With stocks of new, medium-priced cars built by Western manufacturers having fallen literally into the hundreds, Russian consumers are turning to domestic and Chinese models and used cars, many of them from Japan.
Representatives of Volkswagen, Kia, Skoda, Citroen, Opel, Renault and Hyundai say they can offer a total of no more than 300 of their most affordable models in what at the end of 2021 was the world’s 11th-largest market by sales, the Izvestia business paper reports.
The Russian Automobile Dealers Assn. says its members sell domestically built Ladas and Chinese models, but they have only a few dozen cars from Western manufacturers available.
“If we talk about real reserves, they are currently estimated at only (in the) tens. Some brands, such as Renault, have completely disappeared,” an association spokesman says.
The dearth of Western automakers’ light vehicles comes against a backdrop of steep declines in Russian auto sales and production in 2022, when the invasion of Ukraine triggered economic sanctions, supply chain disruptions and foreign manufacturers’ withdrawal from the market.
Light-vehicle sales in Russia in 2022 totaled 687,370, a 58.8% decline from 1,666,780 a year earlier, according to Wards Intelligence data. Production came to 448,246 units in 2022, down 67% from 1,349,339 prior-year, Wards Intelligence data shows.
Russian consumers who can afford cars whose prices have increased by 50% or even 100% mainly have a choice of domestic Lada models produced by AvtoVAZ or Chinese models.
However, even sales by AvtoVAZ, Russia’s leading automaker, declined 46.2% in 2022 from year-ago. Sales of Chinese models also declined with the exception of Chery, which saw deliveries increase 31.4% last year, Wards Intelligence data shows.
Russian analysts do not expect sales of Chinese cars to increase significantly because of their relatively high cost and the uncertainty of consumers’ purchasing power. A base Geely model sells for almost RR1.9 million ($23,000).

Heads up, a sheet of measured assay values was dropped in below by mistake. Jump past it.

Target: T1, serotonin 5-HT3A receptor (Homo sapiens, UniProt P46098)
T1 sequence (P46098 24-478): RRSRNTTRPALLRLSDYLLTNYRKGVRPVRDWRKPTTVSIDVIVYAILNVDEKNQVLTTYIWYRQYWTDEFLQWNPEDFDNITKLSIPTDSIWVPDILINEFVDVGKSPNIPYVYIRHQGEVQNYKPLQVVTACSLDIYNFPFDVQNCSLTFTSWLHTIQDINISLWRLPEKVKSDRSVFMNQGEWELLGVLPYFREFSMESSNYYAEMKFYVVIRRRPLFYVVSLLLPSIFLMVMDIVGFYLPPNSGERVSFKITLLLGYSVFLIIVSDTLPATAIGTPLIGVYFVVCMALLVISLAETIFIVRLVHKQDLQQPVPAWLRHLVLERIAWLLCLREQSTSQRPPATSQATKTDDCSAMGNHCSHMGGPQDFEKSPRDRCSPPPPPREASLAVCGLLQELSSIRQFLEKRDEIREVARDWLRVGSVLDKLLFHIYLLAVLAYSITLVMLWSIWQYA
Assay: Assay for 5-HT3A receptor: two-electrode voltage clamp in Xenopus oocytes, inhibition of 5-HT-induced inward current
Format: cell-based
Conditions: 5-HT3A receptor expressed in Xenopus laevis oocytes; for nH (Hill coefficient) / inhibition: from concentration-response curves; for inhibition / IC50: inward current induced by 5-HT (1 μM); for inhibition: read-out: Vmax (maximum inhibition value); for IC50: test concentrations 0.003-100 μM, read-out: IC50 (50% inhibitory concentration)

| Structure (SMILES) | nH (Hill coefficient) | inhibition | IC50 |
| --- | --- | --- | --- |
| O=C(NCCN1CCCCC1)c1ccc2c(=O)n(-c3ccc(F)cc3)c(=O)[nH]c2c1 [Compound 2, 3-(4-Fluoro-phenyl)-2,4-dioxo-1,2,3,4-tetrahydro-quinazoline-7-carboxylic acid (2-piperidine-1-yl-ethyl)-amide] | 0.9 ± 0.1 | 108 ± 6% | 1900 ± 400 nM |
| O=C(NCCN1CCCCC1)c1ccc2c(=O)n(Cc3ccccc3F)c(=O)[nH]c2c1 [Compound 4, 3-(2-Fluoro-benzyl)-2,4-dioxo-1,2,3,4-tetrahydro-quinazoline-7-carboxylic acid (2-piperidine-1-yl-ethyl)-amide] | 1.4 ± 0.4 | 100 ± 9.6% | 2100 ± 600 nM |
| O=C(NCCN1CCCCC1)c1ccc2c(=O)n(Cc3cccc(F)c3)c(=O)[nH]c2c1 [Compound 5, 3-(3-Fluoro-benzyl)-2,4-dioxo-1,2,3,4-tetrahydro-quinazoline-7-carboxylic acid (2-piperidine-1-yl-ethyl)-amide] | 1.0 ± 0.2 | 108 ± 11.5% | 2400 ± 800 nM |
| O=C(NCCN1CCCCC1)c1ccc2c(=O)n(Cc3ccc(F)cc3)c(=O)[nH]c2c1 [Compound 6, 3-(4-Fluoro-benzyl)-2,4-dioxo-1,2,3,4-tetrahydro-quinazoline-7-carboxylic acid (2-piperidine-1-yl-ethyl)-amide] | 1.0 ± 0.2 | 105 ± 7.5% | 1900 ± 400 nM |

In recent months some Iranian and Indian automakers have announced intentions to expand into the Russian market, but most local analysts say such prospects are vague.
AvtoVAZ representatives have said supply chains have stabilized and in 2023 the automaker intends to nearly double production and turn out more than 400,000 cars, compared to 220,000 in 2022.
Analysts expect that some popular Russian cars and inexpensive Chinese cars will be in demand among taxi drivers and car-sharing services, as replacements for models including the Hyundai Solaris, Kia Rio, Volkswagen Polo and Skoda Rapid.
Small numbers of premium and luxury cars are being imported into Russia from countries such as Turkey, Armenia and Kazakhstan by former distributors and others. These so-called “gray market” cars are selling for twice their market value due to factors including markups by intermediaries and logistics costs.
In the meantime, used cars remain available in the Russian market. Exports of used cars from Japan alone increased by one-third in 2022, to more than 200,000. Japan and other G7 countries oppose a U.S. proposal to embargo all exports to the Russian Federation.
As with new cars, used cars are being marked up 50% to 100%.